One of the most expensive and critical components of market research is the recruitment of participants. In other words, who will participate in the market research study? In the market research business, determining who to sample and how many to include are key decisions directly affecting the validity and applicability of a study’s findings. Once that decision is made, it’s often a challenge to create a diverse pool of participants.
Are you looking for a representative sample of people in a geographic region or do you need something more specific, like a small subset of the population who use a certain product or engage in certain behaviors? The more targeted the audience, the more challenging and expensive the study is at the recruitment stage.
Locating Uniquely-Qualified Participants
Recently, I was tasked with recruiting a set of individuals who had PhDs and conducted medical research in major universities across the United States. Naturally, these doctors are very busy and have limited time to participate in 45-minute individual phone interviews. We knew the recruitment would be a challenge.
In my case, the most obvious place to start looking for specific participants was to Google their names and their last known universities. I found several universities publish the doctors’ contact information or included general e-mail addresses. Some universities even included phone numbers.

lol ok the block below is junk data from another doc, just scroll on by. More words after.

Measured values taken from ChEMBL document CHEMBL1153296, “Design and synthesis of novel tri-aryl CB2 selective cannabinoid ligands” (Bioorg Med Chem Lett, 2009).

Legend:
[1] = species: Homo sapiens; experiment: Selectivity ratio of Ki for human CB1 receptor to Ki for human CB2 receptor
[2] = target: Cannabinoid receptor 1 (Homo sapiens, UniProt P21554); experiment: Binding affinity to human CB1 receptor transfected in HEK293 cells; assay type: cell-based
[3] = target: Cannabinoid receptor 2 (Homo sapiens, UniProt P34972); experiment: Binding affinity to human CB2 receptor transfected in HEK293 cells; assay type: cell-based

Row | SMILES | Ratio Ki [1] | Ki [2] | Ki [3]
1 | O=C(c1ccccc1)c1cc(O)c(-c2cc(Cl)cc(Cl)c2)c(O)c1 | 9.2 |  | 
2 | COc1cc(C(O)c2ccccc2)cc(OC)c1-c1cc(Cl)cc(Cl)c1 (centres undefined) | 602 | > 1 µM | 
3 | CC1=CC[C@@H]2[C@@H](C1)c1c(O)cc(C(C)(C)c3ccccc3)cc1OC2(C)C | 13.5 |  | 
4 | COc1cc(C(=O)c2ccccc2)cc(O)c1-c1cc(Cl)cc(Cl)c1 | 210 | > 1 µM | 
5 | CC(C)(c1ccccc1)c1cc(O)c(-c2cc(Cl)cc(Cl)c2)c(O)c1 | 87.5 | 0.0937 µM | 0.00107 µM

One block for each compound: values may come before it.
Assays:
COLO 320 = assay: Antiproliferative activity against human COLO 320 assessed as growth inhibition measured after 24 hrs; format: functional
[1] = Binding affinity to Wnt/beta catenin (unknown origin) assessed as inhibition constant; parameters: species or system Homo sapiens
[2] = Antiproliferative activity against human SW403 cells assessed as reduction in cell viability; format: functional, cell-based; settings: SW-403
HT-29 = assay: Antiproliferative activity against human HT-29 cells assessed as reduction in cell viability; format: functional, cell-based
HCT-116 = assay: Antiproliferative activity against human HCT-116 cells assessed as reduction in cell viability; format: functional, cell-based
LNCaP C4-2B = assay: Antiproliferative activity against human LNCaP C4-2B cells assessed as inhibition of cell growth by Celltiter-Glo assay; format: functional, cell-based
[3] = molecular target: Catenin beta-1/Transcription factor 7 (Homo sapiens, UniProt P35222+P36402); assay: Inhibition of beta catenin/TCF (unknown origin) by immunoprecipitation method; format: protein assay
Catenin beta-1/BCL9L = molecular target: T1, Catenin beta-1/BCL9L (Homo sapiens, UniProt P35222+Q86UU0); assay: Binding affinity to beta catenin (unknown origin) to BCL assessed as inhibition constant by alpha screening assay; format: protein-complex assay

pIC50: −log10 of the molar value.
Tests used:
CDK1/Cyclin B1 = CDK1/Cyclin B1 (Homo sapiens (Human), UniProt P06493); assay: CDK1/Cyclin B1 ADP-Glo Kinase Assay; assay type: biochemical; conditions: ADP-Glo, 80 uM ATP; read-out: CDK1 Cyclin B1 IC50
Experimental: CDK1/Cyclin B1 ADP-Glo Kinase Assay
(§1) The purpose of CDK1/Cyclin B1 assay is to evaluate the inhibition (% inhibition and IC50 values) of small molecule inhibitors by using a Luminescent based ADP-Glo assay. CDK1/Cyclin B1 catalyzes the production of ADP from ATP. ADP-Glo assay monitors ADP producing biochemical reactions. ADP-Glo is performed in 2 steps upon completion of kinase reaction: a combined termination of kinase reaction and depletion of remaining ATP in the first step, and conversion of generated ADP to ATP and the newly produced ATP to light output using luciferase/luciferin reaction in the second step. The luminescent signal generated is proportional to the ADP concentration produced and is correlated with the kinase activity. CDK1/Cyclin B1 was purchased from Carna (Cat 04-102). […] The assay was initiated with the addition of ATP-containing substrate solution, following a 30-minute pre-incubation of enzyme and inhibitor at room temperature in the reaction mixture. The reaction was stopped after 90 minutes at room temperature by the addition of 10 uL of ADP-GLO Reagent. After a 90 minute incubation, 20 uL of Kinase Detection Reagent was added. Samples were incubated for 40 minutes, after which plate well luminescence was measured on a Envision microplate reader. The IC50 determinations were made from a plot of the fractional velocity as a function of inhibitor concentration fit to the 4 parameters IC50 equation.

However, in many cases, these searches were not enough to locate all of the respondents needed to complete the study, so I had to get creative. One way I was able to obtain contact information was by searching for papers about key medical research published under the doctors’ names. This way, I was able to find some participants who had moved on to new medical facilities or government agencies. Often, these papers would include current email addresses or employers.
Establishing Trust Leads to Referrals
Especially when your potential sample population is small, it’s important that the participants have a good experience with the research process. For instance, for highly-qualified respondents like doctors, there is generally compensation involved for their participation. In order to build trust and credibility, we pay our participants immediately following quality interviews. This lets our respondents know we are a legitimate research firm and makes them feel comfortable recruiting on our behalf, which, in turn, helps us meet our sample goal.
In the PhD example, several researchers shared my contact information with their fellow colleagues and even with colleagues at competing universities. They felt comfortable referring us because we had demonstrated that, as a market research firm, we could be trusted and that their industry would gain from our market research through improved products.
Each project provides a variety of challenges in obtaining the sample goal, and no two projects have had a “one size fits all” approach that works for recruiting uniquely-qualified respondents. These are just a few ideas that worked for me. Overall, it’s important to establish a reputable brand and create a great participant experience so people feel comfortable allowing you into “their space.”
Vernon Research Group has a long history of helping companies, non-profit organizations and government agencies understand their customers, members and stakeholders. Contact us today if you’d like to discuss how market research can help you strategize for greater success. For more information about how market research can improve lead generation, customer acquisition and retention, you can download our free eBook, Using Market Research to Improve Lead Generation.